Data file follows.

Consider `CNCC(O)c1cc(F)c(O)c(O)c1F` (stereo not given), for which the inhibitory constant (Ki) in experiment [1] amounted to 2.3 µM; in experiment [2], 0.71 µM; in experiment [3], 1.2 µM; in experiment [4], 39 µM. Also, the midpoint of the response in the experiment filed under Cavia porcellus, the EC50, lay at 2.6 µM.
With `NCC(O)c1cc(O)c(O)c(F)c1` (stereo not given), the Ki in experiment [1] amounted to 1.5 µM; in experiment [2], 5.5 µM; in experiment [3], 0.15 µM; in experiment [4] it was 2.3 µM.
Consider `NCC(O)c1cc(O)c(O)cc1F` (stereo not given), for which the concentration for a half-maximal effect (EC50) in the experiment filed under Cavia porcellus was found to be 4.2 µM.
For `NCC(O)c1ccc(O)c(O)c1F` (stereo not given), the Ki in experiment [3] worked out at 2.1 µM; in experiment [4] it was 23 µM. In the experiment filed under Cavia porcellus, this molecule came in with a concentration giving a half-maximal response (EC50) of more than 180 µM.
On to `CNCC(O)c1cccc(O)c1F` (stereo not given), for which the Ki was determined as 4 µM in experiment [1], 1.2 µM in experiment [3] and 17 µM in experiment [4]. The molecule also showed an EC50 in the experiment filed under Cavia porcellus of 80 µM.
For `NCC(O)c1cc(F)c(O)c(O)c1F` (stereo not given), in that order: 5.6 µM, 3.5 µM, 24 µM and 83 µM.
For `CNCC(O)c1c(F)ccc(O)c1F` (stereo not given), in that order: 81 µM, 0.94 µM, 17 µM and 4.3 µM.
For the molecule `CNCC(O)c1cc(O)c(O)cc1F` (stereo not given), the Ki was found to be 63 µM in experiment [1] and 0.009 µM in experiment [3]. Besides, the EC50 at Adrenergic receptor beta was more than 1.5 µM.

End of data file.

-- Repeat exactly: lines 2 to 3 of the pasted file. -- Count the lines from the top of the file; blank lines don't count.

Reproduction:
With `NCC(O)c1cc(O)c(O)c(F)c1` (stereo not given), the Ki in experiment [1] amounted to 1.5 µM; in experiment [2], 5.5 µM; in experiment [3], 0.15 µM; in experiment [4] it was 2.3 µM.
Consider `NCC(O)c1cc(O)c(O)cc1F` (stereo not given), for which the concentration for a half-maximal effect (EC50) in the experiment filed under Cavia porcellus was found to be 4.2 µM.